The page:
- The Washington Times - Thursday, September 7, 2006

Every once in a great while along comes an exceptionally stunning automotive design.

It doesn’t just turn heads; its styling accelerates heart rates, provokes stomach butterflies and strikes bystanding gawkers speechless.

It is nothing short of art.

This is the Mercedes-Benz CLS-Class.

Trying to describe it using cliches, such as poetry in motion, simply doesn’t do it justice. Neither do photos.

It must be viewed in the flesh to be truly appreciated.

There are subtle nuances in the design that are all but lost in a photo.

So fluid are its lines that after running a hand over its mirrored surface, you probably wouldn’t be surprised to pull it away damp. In other words, Mercedes-Benz nailed it.

In many instances beauty may be only skin deep, but it runs to the very bone of the CLS.

It is in what can be seen and in what can’t. Elegant, sporty and beautifully executed, the cabin fulfills every last expectation created by the striking exterior.

An extension of the front door panels, the dashboard is fashionable and refined.

Filling the driver’s hands, the meaty steering wheel has power adjustments for tilting and telescoping.

The automatic climate control is split up into four independently controlled zones. Ten-way power adjustable front seats provide excellent support and decadent comfort.

Leather or wood cover many surfaces. Ten speakers deliver concert-quality sound from either the radio or single-disc CD player. Ante up an extra $430 for the six-disc CD changer and another $1,240 for the DVD-based navigation system.

Other than the low ceiling necessitated by the swooping roofline, the back seat is spacious and inviting.

The only real caveat regarding the interior is the busy center stack. Looking as though it were lifted from the space shuttle, with audio and HVAC controls that are annoyingly complex enough to send a NASA engineer scrambling for the owner’s manual, the center stack is crammed full of buttons, knobs, screens and switches. Houston, we have a problem.

For 2006, the CLS-Class is available in two versions: CLS500 and CLS55.

With delivery and gas-guzzler penalty, the CLS500 is the more reasonably priced of the two at $66,975.

The CLS55 gets the AMG treatment with a more powerful engine, stiffer suspension, cosmetic enhancements and assorted other upgrades. It rings the register at $89,075.

It is possible to make a CLS500 look more like the CLS55 by spending a measly $4,950 for the AMG Sport Package. It includes 18-inch AMG double-spoke wheels wrapped in high-performance tires.

The CLS500 — the subject of this evaluation — has an adjustable, computer-controlled air suspension Mercedes calls Airmatic.

Its three settings range from comfort to performance. It is part of a fully independent suspension that even when set to comfort mode delivers highly controlled handling.

The CLS55 has the same basic system, but it has been lowered a bit, and recalibrated for a firmer ride and more acute handling.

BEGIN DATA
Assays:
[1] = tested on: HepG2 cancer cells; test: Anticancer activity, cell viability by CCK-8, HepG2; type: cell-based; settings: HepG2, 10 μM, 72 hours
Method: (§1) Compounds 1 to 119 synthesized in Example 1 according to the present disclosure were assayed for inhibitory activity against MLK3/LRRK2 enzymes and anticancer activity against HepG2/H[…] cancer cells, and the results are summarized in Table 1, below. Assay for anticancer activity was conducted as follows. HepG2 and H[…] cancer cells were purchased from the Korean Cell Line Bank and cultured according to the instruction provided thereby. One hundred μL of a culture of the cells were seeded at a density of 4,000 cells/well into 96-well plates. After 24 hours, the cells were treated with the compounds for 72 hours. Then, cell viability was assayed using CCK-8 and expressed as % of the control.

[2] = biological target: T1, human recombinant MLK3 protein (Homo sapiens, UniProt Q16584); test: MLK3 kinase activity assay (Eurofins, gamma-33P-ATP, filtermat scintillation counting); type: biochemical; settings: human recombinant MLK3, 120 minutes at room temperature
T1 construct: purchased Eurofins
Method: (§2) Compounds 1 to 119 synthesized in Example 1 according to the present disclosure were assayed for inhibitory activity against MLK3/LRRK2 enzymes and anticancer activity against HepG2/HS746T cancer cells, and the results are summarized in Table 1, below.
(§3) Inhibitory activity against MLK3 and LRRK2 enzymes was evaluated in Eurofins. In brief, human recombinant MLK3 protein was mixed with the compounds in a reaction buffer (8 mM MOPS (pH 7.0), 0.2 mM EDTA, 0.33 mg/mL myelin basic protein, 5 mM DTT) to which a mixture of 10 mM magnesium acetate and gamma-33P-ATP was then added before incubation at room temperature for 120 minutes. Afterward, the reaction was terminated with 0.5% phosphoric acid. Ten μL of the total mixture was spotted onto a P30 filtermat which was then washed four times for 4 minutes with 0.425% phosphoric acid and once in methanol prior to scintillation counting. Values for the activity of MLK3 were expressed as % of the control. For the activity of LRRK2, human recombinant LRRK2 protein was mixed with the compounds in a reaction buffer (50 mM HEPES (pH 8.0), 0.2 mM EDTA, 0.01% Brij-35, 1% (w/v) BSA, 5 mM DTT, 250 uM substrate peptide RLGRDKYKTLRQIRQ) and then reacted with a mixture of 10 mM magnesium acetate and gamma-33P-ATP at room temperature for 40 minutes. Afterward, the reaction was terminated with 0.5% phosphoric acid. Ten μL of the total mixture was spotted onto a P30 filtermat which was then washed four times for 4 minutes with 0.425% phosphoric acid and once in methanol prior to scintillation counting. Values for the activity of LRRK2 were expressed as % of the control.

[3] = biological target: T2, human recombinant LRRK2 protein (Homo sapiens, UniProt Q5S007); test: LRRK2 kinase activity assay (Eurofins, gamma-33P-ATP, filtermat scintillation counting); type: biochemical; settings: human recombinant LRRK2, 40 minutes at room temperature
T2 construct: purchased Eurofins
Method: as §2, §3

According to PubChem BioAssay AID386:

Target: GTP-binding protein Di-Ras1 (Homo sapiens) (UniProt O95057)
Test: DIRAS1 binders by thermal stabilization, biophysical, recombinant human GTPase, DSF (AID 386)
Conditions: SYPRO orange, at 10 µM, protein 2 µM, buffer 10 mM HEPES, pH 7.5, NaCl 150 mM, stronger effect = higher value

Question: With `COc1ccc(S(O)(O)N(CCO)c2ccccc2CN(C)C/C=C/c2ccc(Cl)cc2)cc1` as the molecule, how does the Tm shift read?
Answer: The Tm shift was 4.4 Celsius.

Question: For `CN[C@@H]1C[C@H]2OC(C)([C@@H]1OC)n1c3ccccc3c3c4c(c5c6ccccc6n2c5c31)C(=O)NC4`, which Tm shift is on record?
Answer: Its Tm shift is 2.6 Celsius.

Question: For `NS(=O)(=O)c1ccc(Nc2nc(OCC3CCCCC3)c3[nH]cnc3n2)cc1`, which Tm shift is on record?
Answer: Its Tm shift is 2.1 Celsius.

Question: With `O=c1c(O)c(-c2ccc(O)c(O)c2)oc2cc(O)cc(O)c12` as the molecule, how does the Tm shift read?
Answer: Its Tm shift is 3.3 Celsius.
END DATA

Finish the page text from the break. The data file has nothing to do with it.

The four-wheel antilock brake system includes Brake Assist and Electronic Stability Program (ESP).

The 5.0-liter V-8 found in the CLS500 is a brand-new engine that dots the Mercedes landscape, showing up in some other C-lettered sedans, as well as the E-, M- and S-Class.

It spits out 302 horsepower and 339 foot-pounds of peak torque. Power is hustled to the rear wheels via a slippery seven-speed automatic transmission with driver-shiftable capability.

This combo is good for reaching 60 mph from a standstill in about six seconds.

When respectably quick isn’t quick enough, the CLS55 crouches, straining at its bit, in the wings.

AMG turns up the heat with a supercharged 5.4-liter V-8, thus elevating output to a whopping 469 horsepower and 516 foot-pounds of peak torque.

The seven-speed automatic transmission is replaced with a beefed-up five-speed with steering wheel-mounted shift buttons.

Roughly a second and a half is knocked off the CLS500’s 0-60 mph time.

Both sedans are electronically limited to a maximum speed of 155 mph.

Earning its gas-guzzler stripes, the CLS-Class slurps a lot of fuel sprinting from here to there.

The Environmental Protection Agency rates the CLS500’s fuel consumption at 16 miles per gallon in the city and 22 on the highway, while the CLS55 gives up 2 mpg in each category.

While the CLS500 is loaded with luxury appointments, Mercedes-Benz has managed to find just a few more features to sweeten the CLS55 pot.

The enhanced audio system is a Harman Kardon surround setup, the seats have upgraded leather and the standard wheels are 19 inches.

With only a couple of trifling items triggering complaint, the CLS-Class — in either form — is a nearly perfect automobile.

Satisfying performance, outstanding passenger comfort and breathtaking good looks combine to deliver a supreme driving experience.

When money is no object in the showroom or at the gas pump, the CLS-Class is tough to beat. It’s everything a full-size luxury sedan that can perform should and can be.

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